Dear Mr. Palaneeswar Rajarathinam, as far as I understand, the the extent of application of the Law is not same for your neighborhood old widow and the multinational cos. There is definitely lot of flexibility in the Law. As I have made it clrar in my previous post, the law enforcing authorities should start educating the small & micro players before the law is implemented.

    I would like to clarify that I am with U far the benefit of small players. I am sure that even those will be benefited by this law, and once they are made aware of the benefits, they will be the first ones to implement the same.

  • Khaja Ahmed:

    I support Priyas comment based on my experience in Canada. In Canada when HACCP was made mandatory for the food industry in order to get their operating license. The government of Canada did not implement retrospectively. They allowed
    three years time period to start implementing the changes to the
    regulation. In my opinion Allowing reasonable time period will allow the industry small players to figure out how they can comply the FSSAI act. Certainly a lot of workk is required both by the government and the industry to understand each others expectations and align themselves as to how they can comply to the newer rules.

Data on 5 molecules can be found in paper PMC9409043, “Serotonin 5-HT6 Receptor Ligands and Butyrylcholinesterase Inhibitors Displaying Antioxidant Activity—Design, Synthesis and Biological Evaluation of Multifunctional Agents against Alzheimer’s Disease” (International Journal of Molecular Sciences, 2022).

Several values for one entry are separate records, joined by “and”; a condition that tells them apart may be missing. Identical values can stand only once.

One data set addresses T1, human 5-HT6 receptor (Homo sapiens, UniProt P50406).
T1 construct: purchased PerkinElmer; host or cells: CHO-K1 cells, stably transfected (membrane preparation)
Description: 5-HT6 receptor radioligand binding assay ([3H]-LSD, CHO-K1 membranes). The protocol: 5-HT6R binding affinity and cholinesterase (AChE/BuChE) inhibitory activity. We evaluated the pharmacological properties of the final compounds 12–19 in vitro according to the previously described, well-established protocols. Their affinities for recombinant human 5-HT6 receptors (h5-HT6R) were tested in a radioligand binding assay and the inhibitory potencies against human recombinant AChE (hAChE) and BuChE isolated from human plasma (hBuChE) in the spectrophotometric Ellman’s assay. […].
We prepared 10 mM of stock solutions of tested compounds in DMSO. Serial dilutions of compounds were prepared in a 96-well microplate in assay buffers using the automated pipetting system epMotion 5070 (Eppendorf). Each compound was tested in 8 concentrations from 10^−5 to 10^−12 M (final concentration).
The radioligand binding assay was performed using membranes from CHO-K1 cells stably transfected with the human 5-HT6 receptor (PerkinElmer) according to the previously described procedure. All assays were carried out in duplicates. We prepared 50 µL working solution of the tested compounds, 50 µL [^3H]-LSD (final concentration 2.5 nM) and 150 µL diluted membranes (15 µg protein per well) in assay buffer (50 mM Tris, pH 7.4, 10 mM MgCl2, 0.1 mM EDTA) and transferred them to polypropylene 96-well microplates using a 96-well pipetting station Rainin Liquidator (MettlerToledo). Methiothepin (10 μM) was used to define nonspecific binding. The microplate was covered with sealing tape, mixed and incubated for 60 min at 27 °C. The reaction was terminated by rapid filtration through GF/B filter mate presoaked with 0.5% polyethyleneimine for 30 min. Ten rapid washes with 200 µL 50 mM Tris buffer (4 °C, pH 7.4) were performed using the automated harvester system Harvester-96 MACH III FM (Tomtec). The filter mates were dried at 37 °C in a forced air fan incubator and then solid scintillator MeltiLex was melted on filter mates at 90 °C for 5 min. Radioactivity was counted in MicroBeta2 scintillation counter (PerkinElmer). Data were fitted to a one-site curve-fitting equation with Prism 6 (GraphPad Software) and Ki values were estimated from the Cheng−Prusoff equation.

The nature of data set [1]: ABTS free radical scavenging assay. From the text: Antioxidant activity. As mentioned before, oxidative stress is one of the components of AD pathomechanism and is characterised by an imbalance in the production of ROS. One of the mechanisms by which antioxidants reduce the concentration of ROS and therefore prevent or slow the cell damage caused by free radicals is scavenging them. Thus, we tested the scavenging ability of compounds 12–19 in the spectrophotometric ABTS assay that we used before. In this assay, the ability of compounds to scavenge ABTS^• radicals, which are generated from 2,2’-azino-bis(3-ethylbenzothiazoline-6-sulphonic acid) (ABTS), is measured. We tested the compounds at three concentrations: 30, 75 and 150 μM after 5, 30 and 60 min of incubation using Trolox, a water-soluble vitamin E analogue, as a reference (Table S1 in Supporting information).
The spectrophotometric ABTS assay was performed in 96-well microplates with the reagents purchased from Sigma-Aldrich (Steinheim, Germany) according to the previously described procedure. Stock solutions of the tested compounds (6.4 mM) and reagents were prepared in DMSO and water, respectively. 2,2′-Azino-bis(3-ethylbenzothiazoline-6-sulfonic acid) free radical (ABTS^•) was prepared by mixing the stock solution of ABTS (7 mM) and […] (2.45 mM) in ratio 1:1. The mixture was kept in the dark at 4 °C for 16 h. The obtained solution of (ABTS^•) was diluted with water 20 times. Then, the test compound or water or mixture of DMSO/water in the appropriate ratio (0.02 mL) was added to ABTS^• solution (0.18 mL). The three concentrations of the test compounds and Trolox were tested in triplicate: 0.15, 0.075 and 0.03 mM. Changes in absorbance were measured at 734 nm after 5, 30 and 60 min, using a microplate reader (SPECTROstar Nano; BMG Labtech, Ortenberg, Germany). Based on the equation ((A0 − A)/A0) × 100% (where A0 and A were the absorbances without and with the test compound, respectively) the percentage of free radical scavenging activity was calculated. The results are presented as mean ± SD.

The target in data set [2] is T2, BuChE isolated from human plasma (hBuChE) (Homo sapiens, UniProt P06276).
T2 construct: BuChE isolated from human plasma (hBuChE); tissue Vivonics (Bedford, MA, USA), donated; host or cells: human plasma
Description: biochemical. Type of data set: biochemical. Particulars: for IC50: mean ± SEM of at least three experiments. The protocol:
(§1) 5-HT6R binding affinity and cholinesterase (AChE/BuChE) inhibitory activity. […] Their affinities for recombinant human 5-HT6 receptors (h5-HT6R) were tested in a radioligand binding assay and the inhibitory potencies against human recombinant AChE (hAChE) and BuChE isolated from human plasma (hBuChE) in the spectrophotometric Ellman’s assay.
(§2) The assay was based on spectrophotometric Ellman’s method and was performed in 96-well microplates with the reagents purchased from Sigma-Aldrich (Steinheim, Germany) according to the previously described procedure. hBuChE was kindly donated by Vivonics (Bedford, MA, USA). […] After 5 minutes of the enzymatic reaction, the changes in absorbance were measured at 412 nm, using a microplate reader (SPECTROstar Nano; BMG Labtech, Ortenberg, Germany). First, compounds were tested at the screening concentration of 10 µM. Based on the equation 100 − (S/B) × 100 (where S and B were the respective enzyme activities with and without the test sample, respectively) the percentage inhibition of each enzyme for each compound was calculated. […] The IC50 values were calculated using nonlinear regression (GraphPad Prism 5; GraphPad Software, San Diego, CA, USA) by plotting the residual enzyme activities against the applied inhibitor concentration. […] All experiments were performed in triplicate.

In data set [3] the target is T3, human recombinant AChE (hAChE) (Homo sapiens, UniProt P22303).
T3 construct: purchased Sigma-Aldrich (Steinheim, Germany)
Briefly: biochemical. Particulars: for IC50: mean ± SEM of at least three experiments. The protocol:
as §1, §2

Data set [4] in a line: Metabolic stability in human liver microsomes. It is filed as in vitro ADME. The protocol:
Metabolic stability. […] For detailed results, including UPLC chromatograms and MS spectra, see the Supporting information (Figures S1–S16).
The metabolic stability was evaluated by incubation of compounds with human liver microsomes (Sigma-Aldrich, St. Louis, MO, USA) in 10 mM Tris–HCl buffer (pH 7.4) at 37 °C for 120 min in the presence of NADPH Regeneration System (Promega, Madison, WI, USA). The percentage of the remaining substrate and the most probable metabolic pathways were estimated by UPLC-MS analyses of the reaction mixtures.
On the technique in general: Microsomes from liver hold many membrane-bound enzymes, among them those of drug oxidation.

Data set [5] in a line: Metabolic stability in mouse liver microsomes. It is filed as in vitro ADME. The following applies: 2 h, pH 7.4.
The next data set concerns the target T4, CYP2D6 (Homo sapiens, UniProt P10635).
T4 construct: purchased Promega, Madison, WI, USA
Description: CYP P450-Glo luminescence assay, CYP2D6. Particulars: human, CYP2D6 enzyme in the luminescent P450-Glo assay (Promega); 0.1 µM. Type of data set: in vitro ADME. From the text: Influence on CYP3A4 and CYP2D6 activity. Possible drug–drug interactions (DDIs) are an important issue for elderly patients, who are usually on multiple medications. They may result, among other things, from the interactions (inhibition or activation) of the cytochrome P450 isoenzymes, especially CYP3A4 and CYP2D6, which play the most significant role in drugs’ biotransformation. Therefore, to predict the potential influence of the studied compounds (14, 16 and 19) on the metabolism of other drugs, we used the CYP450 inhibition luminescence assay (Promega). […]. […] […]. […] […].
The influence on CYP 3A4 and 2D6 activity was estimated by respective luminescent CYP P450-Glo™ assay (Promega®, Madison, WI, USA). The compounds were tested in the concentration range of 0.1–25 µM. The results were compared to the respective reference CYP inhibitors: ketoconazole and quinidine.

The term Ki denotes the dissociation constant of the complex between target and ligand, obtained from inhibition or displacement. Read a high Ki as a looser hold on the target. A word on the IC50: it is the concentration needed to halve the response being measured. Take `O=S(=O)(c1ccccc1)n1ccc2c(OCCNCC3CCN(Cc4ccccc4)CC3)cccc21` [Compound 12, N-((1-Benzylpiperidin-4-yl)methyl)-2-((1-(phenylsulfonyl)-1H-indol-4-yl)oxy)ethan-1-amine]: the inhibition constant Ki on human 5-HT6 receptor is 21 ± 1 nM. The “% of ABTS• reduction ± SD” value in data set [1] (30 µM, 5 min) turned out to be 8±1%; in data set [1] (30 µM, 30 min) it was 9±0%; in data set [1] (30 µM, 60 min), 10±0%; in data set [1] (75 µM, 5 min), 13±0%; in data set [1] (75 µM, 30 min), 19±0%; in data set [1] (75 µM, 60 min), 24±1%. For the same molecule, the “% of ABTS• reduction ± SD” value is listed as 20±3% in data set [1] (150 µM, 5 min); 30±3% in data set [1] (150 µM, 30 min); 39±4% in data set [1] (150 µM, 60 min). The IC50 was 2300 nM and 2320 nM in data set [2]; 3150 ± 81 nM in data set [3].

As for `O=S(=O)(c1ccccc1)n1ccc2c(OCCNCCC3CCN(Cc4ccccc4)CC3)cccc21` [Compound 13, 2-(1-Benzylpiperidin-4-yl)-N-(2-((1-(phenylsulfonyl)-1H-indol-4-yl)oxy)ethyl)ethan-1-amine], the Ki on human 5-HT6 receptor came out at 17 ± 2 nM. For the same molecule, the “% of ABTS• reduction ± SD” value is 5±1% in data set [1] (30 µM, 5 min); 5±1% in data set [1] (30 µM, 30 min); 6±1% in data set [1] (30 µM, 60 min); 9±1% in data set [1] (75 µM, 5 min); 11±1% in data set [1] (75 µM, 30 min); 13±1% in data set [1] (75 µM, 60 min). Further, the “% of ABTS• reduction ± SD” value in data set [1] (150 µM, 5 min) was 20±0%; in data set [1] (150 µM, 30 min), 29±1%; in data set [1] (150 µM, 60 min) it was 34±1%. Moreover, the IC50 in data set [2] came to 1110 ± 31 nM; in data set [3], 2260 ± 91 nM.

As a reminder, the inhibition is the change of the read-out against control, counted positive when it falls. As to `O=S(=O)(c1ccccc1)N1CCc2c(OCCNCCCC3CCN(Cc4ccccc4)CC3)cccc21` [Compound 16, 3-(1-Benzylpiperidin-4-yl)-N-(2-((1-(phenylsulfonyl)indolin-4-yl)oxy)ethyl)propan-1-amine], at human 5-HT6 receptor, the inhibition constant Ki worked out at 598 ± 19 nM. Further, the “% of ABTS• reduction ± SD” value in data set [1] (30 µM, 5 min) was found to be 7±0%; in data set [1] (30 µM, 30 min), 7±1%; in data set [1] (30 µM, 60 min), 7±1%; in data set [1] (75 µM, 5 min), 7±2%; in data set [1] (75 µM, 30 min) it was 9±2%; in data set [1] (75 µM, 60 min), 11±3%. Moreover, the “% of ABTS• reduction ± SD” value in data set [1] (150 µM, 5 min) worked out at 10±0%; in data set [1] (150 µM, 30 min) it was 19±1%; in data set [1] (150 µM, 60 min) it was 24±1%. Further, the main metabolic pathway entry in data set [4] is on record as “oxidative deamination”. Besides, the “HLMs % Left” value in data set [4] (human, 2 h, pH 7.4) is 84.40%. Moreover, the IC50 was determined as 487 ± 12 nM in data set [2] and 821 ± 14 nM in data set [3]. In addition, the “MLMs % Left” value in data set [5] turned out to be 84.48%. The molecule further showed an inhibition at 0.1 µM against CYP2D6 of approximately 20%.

• Paul Whitehouse:

    This is a large and complicated piece of legislation. It will serve to enhance consumer safety, but only when all producers are compliant. Modernising domestic food safety legislation will help local producers to get their products into the international market, and so I believe, rather than a threat, it’s actually a great opportunity.
    The implementation plan for legislation should always include sensible phasing and support for small businesses to help them deal with the challenges of meeting new requirements while constrained by resource limitations.

  • Vishwanathaiah Keshavamurthy:

    The FSS Act is not being implemented all of a sudden. Act is of 2006, The draft rules was framed during 2009 and every body was knowing that one day the act will be implemented. Unfortunately, in India we do not wake up to the issue till the eleventh hour.

  • Alok Shah:

    Well, if we are to be globally competitive in processed ethnic Indian foods which are becoming increasingly popular & gaining new currency in the international trade, it is imperative that due cognizance is taken of the recently formulated FSSA Standards & all the provisions under this Act. Quality has no easy short cuts & it needs to be realized. Even vis-a-vis our own domestic market, adherence to laid down hygiene & sanitation protocols is a must. It is not proper to cut corners vis-a-vis FSSA Act protocols & procedures.

  • Vishwanathaiah Keshavamurthy:

    There was similar resentment when modified GMP was introduced in Pharma Industries..unless we start implementing the new ACT , no body would be interested to follow the same..why three years..why not our industry starts implementing from now only..

  • Jannensonse:

    What is a Reverse Mortgage and the requirements reverse mortgage information There are various types of a reverse mortgage. The most common is the Home Equity Conversion Mortgage (HECM) provided by the Federal Housing Administration.